Which? is concerned that consumers could be “bombarded” with unwanted marketing messages via e-receipts, such as prompts to sign up for a newsletter or offers to fill in surveys in exchange for money off their next purchase.
Superdry co-founder condemns fashion brand’s strategy
Superdry co-founder Julian Dunkerton has expressed concerns about the direction the fashion brand is heading in as he continues to plot a return to the company.
Dunkerton has criticised Superdry’s business model in comments made in a note to City stockbroker Liberum, confirming that he quit the fashion brand’s board in March because he could not “put his name to the strategy”.
In the note, reported by the Guardian, Dunkerton stated that the relationship between stores and the internet was going to be “so fundamental to the future of retail”. He also criticised Superdry’s strategy of reducing its product lines rather than expanding when the wider market was struggling, which had “always been” its way.
Dunkerton still owns an 18% stake in Superdry, which he co-founded in 2003, despite passing the chief executive role on to former Co-op Group boss Euan Sutherland in 2014. Shares in the fashion brand have slumped by 60% this year and after Superdry issued a profit warning in October Dunkerton told the BBC that he would return “in any capacity” to turn the business around.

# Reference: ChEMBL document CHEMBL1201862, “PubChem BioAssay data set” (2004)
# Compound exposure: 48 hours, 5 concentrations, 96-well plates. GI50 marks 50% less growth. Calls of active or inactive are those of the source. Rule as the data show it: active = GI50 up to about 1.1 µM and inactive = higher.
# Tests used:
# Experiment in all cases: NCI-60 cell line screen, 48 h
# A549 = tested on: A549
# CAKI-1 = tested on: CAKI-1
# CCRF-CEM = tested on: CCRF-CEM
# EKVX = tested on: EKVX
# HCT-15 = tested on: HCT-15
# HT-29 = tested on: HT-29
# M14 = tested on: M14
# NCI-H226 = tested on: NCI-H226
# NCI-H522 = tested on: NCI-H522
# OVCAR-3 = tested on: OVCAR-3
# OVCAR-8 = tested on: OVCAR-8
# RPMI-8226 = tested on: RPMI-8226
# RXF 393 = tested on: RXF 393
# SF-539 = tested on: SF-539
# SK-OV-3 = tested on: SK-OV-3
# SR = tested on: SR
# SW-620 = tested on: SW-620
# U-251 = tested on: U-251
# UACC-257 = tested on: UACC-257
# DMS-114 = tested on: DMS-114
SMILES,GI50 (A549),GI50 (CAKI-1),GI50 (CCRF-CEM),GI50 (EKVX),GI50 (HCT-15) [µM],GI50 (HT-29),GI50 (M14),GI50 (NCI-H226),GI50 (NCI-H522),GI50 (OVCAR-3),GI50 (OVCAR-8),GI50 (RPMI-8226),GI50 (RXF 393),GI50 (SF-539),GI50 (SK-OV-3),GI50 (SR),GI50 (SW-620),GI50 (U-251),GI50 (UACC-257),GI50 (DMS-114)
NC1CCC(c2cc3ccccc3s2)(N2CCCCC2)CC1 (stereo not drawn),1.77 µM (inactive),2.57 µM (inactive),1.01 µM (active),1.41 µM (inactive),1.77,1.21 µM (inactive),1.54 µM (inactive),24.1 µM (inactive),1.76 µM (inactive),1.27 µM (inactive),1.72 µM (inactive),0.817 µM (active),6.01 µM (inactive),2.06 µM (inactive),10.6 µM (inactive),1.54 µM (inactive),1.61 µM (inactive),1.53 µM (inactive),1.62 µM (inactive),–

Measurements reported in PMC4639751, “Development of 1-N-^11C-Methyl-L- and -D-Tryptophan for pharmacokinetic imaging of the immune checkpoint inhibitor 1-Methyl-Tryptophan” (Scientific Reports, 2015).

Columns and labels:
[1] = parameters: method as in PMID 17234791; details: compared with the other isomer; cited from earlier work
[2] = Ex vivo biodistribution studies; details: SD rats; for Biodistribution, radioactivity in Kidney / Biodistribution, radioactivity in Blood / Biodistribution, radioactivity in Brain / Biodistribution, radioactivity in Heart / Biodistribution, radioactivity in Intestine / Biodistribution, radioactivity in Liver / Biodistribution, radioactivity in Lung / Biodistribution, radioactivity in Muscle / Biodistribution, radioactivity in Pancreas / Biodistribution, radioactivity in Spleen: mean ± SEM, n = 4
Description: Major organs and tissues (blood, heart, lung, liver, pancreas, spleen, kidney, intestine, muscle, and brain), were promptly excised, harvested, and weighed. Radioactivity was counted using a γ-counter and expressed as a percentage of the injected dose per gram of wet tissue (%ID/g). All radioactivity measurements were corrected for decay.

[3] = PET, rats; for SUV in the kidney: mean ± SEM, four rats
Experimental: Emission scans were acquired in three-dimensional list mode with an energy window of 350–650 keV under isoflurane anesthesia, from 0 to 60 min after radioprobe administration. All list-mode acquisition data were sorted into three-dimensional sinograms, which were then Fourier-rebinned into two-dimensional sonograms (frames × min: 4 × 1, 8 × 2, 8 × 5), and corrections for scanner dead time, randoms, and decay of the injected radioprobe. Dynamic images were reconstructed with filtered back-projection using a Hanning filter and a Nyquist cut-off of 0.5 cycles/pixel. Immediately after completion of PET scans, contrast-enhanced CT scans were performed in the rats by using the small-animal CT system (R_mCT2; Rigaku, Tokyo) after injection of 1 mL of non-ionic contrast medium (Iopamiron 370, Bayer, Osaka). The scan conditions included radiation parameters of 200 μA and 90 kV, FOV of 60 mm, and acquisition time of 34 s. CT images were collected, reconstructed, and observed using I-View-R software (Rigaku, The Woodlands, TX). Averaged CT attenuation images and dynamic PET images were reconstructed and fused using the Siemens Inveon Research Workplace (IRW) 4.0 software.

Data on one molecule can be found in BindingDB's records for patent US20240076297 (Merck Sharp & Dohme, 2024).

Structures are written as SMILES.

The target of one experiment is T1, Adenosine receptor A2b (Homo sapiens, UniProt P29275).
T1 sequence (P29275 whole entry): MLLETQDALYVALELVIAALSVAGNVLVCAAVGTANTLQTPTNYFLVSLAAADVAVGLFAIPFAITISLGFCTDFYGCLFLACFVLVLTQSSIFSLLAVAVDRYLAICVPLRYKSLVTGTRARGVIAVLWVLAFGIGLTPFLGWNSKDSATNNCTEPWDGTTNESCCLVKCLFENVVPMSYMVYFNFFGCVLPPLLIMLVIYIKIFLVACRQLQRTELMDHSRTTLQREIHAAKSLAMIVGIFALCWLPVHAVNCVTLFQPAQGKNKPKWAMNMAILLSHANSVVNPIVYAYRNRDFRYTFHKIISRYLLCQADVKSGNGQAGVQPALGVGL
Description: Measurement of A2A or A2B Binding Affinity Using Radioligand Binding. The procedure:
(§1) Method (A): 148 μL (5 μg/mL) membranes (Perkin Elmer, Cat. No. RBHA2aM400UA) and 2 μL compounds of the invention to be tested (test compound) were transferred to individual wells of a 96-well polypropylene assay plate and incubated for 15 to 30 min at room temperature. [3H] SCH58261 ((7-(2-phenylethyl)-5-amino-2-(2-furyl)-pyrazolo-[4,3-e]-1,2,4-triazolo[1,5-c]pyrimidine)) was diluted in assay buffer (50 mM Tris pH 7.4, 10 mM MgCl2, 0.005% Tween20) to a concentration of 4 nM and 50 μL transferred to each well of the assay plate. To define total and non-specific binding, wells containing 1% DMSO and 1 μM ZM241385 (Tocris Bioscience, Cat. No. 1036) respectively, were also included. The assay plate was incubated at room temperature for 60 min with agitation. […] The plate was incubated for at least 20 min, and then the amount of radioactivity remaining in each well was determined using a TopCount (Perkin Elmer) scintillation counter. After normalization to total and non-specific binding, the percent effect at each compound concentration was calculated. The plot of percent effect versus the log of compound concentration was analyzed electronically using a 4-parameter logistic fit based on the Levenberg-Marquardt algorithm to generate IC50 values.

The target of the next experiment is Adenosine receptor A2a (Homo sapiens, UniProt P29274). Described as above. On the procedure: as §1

Having considered his criticisms of the strategy, Superdry’s board said at that time that they held a different view.
Monday 10 December
Amazon to open checkout-free store in UK
Amazon is planning to open one of its cashierless Amazon Go stores in London.
According to a report in The Sunday Telegraph, sources say Amazon is looking for a site around the Oxford Circus area between 3,000 and 5,000 square feet in size.
Amazon Go began rolling out in the US at the beginning of the year, with the tech giant looking to open 3,000 stores in the US and internationally over the next three years.
A spokesperson for Amazon says the company does not comment on rumour or speculation.
Uber gears up for IPO
Uber has filed for an initial public offering, according to sources close to the matter. If it goes ahead, it could be the largest offering next year and one of the five biggest of all time with a valuation of up to $120bn.
Uber has declined to comment but it faces a deadline to go public by 30 September 2019, although the news suggests it will happen sooner than that.
The speculation comes following smaller US rival Lyft’s IPO filing on Thursday and as Uber’s revenue growth begins to lose pace. In the third quarter of the year, Uber posted a loss of $1.1bn on revenue of $2.95bn, with growth slowing to 38%.
Shopper footfall suffers in Black Friday month
The latest figures from the British Retail Consortium (BRC) paint a bleak picture for British high streets as well as providing “indisputable evidence” that Black Friday delivers no tangible benefit to bricks and mortar stores.